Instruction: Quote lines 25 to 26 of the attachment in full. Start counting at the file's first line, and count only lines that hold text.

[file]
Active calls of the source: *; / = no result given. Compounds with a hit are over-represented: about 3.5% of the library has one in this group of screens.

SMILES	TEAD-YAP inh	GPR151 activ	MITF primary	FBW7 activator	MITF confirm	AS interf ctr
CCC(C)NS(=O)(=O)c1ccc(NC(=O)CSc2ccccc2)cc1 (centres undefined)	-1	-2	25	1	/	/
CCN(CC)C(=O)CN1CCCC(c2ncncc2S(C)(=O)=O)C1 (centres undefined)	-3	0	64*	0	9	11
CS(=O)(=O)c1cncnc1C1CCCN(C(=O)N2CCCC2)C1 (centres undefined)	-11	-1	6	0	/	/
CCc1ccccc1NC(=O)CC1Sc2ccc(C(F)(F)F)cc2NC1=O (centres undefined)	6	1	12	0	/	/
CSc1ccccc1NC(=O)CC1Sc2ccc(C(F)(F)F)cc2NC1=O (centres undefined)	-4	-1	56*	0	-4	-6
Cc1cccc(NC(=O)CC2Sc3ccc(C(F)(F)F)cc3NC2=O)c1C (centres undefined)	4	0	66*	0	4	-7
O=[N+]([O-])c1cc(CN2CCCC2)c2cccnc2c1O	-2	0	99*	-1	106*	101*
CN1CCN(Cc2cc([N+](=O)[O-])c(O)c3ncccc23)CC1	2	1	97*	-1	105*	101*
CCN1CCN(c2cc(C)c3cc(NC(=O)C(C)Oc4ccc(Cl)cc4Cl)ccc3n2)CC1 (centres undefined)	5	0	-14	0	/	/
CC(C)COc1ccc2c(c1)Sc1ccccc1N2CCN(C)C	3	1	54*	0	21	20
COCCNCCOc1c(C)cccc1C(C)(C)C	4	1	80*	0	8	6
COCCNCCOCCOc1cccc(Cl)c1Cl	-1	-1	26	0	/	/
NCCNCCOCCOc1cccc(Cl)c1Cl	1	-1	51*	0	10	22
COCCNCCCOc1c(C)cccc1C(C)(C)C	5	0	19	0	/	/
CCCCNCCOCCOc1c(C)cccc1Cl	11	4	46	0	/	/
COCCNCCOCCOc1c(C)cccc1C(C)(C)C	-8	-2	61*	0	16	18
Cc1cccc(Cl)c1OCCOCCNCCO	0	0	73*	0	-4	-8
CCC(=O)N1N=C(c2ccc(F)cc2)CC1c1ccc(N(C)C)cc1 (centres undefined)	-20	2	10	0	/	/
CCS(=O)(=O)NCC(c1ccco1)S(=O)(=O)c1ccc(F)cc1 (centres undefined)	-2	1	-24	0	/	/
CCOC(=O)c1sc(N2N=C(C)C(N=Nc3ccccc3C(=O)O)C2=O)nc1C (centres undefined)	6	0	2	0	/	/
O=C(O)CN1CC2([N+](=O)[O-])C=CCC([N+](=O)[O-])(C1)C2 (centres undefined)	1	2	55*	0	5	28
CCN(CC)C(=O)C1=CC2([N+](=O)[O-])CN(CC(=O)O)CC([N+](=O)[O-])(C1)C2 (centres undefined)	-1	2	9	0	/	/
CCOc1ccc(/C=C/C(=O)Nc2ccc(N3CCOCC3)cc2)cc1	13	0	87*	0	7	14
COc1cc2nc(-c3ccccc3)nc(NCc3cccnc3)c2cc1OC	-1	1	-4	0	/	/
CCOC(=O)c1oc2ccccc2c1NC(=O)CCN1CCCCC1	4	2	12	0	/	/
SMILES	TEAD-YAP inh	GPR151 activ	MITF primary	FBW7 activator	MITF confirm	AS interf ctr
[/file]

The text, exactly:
CCOc1ccc(/C=C/C(=O)Nc2ccc(N3CCOCC3)cc2)cc1	13	0	87*	0	7	14
COc1cc2nc(-c3ccccc3)nc(NCc3cccnc3)c2cc1OC	-1	1	-4	0	/	/